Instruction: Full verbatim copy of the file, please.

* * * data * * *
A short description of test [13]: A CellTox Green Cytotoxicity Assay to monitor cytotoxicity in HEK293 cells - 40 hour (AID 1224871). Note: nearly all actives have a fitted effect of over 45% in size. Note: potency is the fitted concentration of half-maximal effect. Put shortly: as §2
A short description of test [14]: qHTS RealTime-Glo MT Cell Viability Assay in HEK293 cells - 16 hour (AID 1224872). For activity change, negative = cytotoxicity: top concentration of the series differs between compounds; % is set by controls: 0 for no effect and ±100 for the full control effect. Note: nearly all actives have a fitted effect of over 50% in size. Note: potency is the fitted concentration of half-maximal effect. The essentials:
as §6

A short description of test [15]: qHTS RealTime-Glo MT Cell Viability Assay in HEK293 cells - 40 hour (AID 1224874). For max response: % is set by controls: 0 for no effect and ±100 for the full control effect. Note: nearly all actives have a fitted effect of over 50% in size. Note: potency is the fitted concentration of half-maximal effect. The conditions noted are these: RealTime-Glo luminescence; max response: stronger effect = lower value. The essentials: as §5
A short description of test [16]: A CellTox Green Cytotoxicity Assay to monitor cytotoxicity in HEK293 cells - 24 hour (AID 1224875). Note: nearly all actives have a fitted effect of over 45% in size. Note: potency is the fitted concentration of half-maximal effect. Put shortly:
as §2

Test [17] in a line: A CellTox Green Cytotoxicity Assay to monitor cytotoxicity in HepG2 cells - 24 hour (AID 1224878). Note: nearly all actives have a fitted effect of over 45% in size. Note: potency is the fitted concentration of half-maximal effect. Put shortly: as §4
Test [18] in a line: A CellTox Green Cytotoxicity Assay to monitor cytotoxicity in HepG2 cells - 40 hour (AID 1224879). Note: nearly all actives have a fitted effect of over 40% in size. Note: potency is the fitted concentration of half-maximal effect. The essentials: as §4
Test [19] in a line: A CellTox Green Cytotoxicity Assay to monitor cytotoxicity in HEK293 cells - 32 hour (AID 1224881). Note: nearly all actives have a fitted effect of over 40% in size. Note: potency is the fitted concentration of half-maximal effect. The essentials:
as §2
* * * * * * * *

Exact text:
A short description of test [13]: A CellTox Green Cytotoxicity Assay to monitor cytotoxicity in HEK293 cells - 40 hour (AID 1224871). Note: nearly all actives have a fitted effect of over 45% in size. Note: potency is the fitted concentration of half-maximal effect. Put shortly: as §2
A short description of test [14]: qHTS RealTime-Glo MT Cell Viability Assay in HEK293 cells - 16 hour (AID 1224872). For activity change, negative = cytotoxicity: top concentration of the series differs between compounds; % is set by controls: 0 for no effect and ±100 for the full control effect. Note: nearly all actives have a fitted effect of over 50% in size. Note: potency is the fitted concentration of half-maximal effect. The essentials:
as §6

A short description of test [15]: qHTS RealTime-Glo MT Cell Viability Assay in HEK293 cells - 40 hour (AID 1224874). For max response: % is set by controls: 0 for no effect and ±100 for the full control effect. Note: nearly all actives have a fitted effect of over 50% in size. Note: potency is the fitted concentration of half-maximal effect. The conditions noted are these: RealTime-Glo luminescence; max response: stronger effect = lower value. The essentials: as §5
A short description of test [16]: A CellTox Green Cytotoxicity Assay to monitor cytotoxicity in HEK293 cells - 24 hour (AID 1224875). Note: nearly all actives have a fitted effect of over 45% in size. Note: potency is the fitted concentration of half-maximal effect. Put shortly:
as §2

Test [17] in a line: A CellTox Green Cytotoxicity Assay to monitor cytotoxicity in HepG2 cells - 24 hour (AID 1224878). Note: nearly all actives have a fitted effect of over 45% in size. Note: potency is the fitted concentration of half-maximal effect. Put shortly: as §4
Test [18] in a line: A CellTox Green Cytotoxicity Assay to monitor cytotoxicity in HepG2 cells - 40 hour (AID 1224879). Note: nearly all actives have a fitted effect of over 40% in size. Note: potency is the fitted concentration of half-maximal effect. The essentials: as §4
Test [19] in a line: A CellTox Green Cytotoxicity Assay to monitor cytotoxicity in HEK293 cells - 32 hour (AID 1224881). Note: nearly all actives have a fitted effect of over 40% in size. Note: potency is the fitted concentration of half-maximal effect. The essentials:
as §2